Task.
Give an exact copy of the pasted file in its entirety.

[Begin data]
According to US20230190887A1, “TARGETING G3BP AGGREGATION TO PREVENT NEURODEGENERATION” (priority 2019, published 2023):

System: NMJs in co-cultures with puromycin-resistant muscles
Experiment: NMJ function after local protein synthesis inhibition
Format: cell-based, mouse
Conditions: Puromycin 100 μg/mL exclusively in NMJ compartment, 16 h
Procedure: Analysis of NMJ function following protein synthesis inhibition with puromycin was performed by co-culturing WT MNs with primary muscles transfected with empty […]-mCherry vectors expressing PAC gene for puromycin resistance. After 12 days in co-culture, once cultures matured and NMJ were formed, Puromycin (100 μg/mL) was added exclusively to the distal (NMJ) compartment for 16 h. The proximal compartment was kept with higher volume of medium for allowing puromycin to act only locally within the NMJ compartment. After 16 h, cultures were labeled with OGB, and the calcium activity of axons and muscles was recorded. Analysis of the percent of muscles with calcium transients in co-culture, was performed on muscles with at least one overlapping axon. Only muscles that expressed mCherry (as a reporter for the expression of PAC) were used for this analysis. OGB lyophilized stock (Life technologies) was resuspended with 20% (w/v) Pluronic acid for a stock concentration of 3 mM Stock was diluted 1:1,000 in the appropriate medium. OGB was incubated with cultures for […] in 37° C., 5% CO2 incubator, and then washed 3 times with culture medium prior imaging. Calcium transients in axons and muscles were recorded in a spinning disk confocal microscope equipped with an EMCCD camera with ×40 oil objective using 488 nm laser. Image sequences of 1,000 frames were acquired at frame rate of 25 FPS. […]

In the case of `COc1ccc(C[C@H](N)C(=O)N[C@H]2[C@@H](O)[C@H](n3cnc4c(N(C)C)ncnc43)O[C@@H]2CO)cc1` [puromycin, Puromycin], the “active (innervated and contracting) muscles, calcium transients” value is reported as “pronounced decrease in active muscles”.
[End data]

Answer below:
According to US20230190887A1, “TARGETING G3BP AGGREGATION TO PREVENT NEURODEGENERATION” (priority 2019, published 2023):

System: NMJs in co-cultures with puromycin-resistant muscles
Experiment: NMJ function after local protein synthesis inhibition
Format: cell-based, mouse
Conditions: Puromycin 100 μg/mL exclusively in NMJ compartment, 16 h
Procedure: Analysis of NMJ function following protein synthesis inhibition with puromycin was performed by co-culturing WT MNs with primary muscles transfected with empty […]-mCherry vectors expressing PAC gene for puromycin resistance. After 12 days in co-culture, once cultures matured and NMJ were formed, Puromycin (100 μg/mL) was added exclusively to the distal (NMJ) compartment for 16 h. The proximal compartment was kept with higher volume of medium for allowing puromycin to act only locally within the NMJ compartment. After 16 h, cultures were labeled with OGB, and the calcium activity of axons and muscles was recorded. Analysis of the percent of muscles with calcium transients in co-culture, was performed on muscles with at least one overlapping axon. Only muscles that expressed mCherry (as a reporter for the expression of PAC) were used for this analysis. OGB lyophilized stock (Life technologies) was resuspended with 20% (w/v) Pluronic acid for a stock concentration of 3 mM Stock was diluted 1:1,000 in the appropriate medium. OGB was incubated with cultures for […] in 37° C., 5% CO2 incubator, and then washed 3 times with culture medium prior imaging. Calcium transients in axons and muscles were recorded in a spinning disk confocal microscope equipped with an EMCCD camera with ×40 oil objective using 488 nm laser. Image sequences of 1,000 frames were acquired at frame rate of 25 FPS. […]

In the case of `COc1ccc(C[C@H](N)C(=O)N[C@H]2[C@@H](O)[C@H](n3cnc4c(N(C)C)ncnc43)O[C@@H]2CO)cc1` [puromycin, Puromycin], the “active (innervated and contracting) muscles, calcium transients” value is reported as “pronounced decrease in active muscles”.